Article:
Elizabeth Truss, secretary of state for the Department for Environment, Food and Rural Affairs has announced £14.5M worth of investment in FERA through a joint venture with Newcastle University and Capita.
In addition, FERA, an agri-food, food safety and environmental research body which was previously largely government-funded, is pumping £4.5M into its facilities. However, the deal, which starts on April 1, means that although the government would keep a 25% stake in it, the agency would be run by business process management and outsourcing solutions firm Capita.
“Capita has said it will invest £10M up front in FERA to upgrade systems,” a spokesman for FERA told FoodManufacture.co.uk. “In addition, Newcastle University is investing £4.5M and we will put £4.5M into the formation of a joint agri-food institute, which will create 40 research posts.”
He said a further 50 jobs would be created at FERA’s Sand Hutton site near York, which currently employs nearly 400 scientists.
However, The Independent has reported that the Cabinet Office was investigating allegations that Capita short-changed small firms to which it outsourced business for a £250M civil service training contract, causing some of them to collapse.
That prompted Maria Eagle, shadow environment secretary, to write to Bronwyn Hill, permanent secretary at DEFRA, quizzing her about the venture.
In particular, Eagle asked what impact Capita’s investment would have “on the capacity of FERA to carry out its core functions in the public interest”.
She argued the joint venture should be fully scrutinised by parliament, so should not be launched as planned after parliament’s dissolution, during the period directly before the May 7 general election.
“I would be grateful if you would clarify exactly what functions FERA will retain, including the scientists that it currently employs, and what robust safeguards it will put in place to ensure that government science continues to take precedence over commercial interests,” she wrote.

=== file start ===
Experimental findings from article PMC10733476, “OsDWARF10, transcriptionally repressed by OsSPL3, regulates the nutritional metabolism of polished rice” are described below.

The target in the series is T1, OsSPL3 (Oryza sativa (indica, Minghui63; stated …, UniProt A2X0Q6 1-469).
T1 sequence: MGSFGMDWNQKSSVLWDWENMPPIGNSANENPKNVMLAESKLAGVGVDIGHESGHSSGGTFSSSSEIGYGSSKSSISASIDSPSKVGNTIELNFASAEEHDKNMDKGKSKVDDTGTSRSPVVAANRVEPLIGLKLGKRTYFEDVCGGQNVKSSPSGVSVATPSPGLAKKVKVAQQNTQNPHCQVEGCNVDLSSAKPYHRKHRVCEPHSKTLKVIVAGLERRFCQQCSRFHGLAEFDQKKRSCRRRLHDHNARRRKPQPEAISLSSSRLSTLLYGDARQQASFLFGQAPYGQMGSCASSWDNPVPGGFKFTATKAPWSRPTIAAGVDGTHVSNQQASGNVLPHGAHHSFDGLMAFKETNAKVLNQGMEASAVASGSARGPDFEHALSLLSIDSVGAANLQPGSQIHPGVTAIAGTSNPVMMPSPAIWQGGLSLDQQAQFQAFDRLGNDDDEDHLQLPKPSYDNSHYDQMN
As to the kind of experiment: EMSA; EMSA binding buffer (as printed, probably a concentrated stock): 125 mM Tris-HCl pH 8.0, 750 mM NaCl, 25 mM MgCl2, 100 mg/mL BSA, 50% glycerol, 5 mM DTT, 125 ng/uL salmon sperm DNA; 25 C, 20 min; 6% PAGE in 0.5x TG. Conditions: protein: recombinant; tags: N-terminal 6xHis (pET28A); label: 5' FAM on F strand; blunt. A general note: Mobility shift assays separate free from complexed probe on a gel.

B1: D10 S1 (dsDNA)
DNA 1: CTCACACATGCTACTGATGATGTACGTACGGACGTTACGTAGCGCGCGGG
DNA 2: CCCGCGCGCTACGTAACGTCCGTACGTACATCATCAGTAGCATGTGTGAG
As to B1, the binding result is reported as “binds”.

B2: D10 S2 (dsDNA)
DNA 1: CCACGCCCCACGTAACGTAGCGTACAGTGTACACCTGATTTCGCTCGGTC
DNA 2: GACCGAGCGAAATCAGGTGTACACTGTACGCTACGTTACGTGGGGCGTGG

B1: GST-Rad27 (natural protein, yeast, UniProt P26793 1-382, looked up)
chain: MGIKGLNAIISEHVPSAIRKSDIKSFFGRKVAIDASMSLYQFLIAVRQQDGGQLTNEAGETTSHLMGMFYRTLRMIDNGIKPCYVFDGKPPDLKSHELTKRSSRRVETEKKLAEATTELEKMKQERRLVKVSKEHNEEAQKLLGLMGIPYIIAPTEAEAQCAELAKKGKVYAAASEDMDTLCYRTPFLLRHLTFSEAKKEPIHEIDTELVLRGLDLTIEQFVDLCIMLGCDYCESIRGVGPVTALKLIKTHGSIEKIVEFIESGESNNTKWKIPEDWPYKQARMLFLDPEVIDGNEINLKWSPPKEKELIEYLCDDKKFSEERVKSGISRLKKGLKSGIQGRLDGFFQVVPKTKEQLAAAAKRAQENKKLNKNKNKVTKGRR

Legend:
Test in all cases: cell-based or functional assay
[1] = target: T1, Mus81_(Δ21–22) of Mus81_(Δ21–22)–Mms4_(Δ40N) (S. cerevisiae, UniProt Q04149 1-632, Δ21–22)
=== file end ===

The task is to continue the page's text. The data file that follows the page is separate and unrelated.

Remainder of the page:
Jon Poole, ceo of the Institute of Food Science and Technology, acknowledged some element of commercial investment in such scientific agencies was inevitable to maintain their activities. But he added: “I do hope the capability at FERA isn’t lost over time.”
He said FERA had previously conducted some projects focused on anticipating solutions to future problems. If it was too influenced by commercial concerns, it could develop a purely short-term focus, meaning the food industry would be unprepared for such issues, he said.
“If FERA retains a substantial amount of government involvement, then fine. If it moved to a 100% commercial footing, that would have to be addressed.”
Responding to these concerns, a spokeswoman for Capita told this site FERA would “continue to serve the public good in the long term”. She said: “Without quality science our customers wouldn't want to do business with us. Commercial growth will enable us to invest further in doing quality science.”
Referring to the article in The Independent, she added: “Capita has an excellent track record of working with and engaging small to medium-sized enterprises.
“Under the Civil Service Learning contract for example, 59% of training has been awarded to more than 400 small- and medium-sized companies, representing 70% (£45M) by value of supplier invoices.”
Capita was selected as the preferred bidder for the FERA joint venture, which is scheduled to last up to 10 years and gives it a 75% stake in FERA in return for £20M in cash. The partnership will offer services to DEFRA, its network, the Health and Safety Executive and third-party crown bodies, for example the Food Standards Agency.
Capita forecasts its involvement would enable the venture to achieve at least £700M revenue over its first 10 years, compared with FERA’s current £40M annual turnover.
After the announcement of the deal, FERA ceo Hilary Aldridge said: “We are a global leader in plant health, the agri-food supply chain and environmental sciences, and this enables us to grow from strength to strength.”